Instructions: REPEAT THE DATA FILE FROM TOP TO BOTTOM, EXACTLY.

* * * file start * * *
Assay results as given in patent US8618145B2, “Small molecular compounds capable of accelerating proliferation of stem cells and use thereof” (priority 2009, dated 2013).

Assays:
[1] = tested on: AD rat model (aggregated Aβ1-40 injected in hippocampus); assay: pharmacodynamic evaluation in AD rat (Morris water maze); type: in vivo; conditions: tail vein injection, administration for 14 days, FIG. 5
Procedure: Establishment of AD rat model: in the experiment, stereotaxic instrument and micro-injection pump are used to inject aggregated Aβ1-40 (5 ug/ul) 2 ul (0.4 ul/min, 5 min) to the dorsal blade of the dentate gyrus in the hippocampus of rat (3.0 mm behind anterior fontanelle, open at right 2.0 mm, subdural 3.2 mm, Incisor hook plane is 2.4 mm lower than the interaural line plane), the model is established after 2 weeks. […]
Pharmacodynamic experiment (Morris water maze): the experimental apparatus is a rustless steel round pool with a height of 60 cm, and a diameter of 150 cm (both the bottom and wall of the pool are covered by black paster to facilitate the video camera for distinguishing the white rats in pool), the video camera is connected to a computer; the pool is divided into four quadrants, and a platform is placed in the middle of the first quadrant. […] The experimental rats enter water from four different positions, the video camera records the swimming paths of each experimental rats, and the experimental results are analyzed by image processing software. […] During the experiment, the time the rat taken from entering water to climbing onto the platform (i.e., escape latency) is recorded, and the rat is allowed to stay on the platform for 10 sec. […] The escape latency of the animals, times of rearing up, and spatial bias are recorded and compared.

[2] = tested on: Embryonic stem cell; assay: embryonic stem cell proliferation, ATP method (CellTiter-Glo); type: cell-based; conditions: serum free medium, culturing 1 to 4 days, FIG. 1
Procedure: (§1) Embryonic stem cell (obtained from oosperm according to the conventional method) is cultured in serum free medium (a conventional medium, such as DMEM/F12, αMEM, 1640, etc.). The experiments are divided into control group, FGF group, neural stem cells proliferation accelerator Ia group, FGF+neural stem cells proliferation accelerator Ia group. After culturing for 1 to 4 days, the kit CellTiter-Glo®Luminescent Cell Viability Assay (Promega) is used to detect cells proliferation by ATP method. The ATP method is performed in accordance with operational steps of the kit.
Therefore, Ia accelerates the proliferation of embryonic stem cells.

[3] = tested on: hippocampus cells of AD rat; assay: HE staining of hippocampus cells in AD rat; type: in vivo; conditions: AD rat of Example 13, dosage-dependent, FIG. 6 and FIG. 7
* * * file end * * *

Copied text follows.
Assay results as given in patent US8618145B2, “Small molecular compounds capable of accelerating proliferation of stem cells and use thereof” (priority 2009, dated 2013).

Assays:
[1] = tested on: AD rat model (aggregated Aβ1-40 injected in hippocampus); assay: pharmacodynamic evaluation in AD rat (Morris water maze); type: in vivo; conditions: tail vein injection, administration for 14 days, FIG. 5
Procedure: Establishment of AD rat model: in the experiment, stereotaxic instrument and micro-injection pump are used to inject aggregated Aβ1-40 (5 ug/ul) 2 ul (0.4 ul/min, 5 min) to the dorsal blade of the dentate gyrus in the hippocampus of rat (3.0 mm behind anterior fontanelle, open at right 2.0 mm, subdural 3.2 mm, Incisor hook plane is 2.4 mm lower than the interaural line plane), the model is established after 2 weeks. […]
Pharmacodynamic experiment (Morris water maze): the experimental apparatus is a rustless steel round pool with a height of 60 cm, and a diameter of 150 cm (both the bottom and wall of the pool are covered by black paster to facilitate the video camera for distinguishing the white rats in pool), the video camera is connected to a computer; the pool is divided into four quadrants, and a platform is placed in the middle of the first quadrant. […] The experimental rats enter water from four different positions, the video camera records the swimming paths of each experimental rats, and the experimental results are analyzed by image processing software. […] During the experiment, the time the rat taken from entering water to climbing onto the platform (i.e., escape latency) is recorded, and the rat is allowed to stay on the platform for 10 sec. […] The escape latency of the animals, times of rearing up, and spatial bias are recorded and compared.

[2] = tested on: Embryonic stem cell; assay: embryonic stem cell proliferation, ATP method (CellTiter-Glo); type: cell-based; conditions: serum free medium, culturing 1 to 4 days, FIG. 1
Procedure: (§1) Embryonic stem cell (obtained from oosperm according to the conventional method) is cultured in serum free medium (a conventional medium, such as DMEM/F12, αMEM, 1640, etc.). The experiments are divided into control group, FGF group, neural stem cells proliferation accelerator Ia group, FGF+neural stem cells proliferation accelerator Ia group. After culturing for 1 to 4 days, the kit CellTiter-Glo®Luminescent Cell Viability Assay (Promega) is used to detect cells proliferation by ATP method. The ATP method is performed in accordance with operational steps of the kit.
Therefore, Ia accelerates the proliferation of embryonic stem cells.

[3] = tested on: hippocampus cells of AD rat; assay: HE staining of hippocampus cells in AD rat; type: in vivo; conditions: AD rat of Example 13, dosage-dependent, FIG. 6 and FIG. 7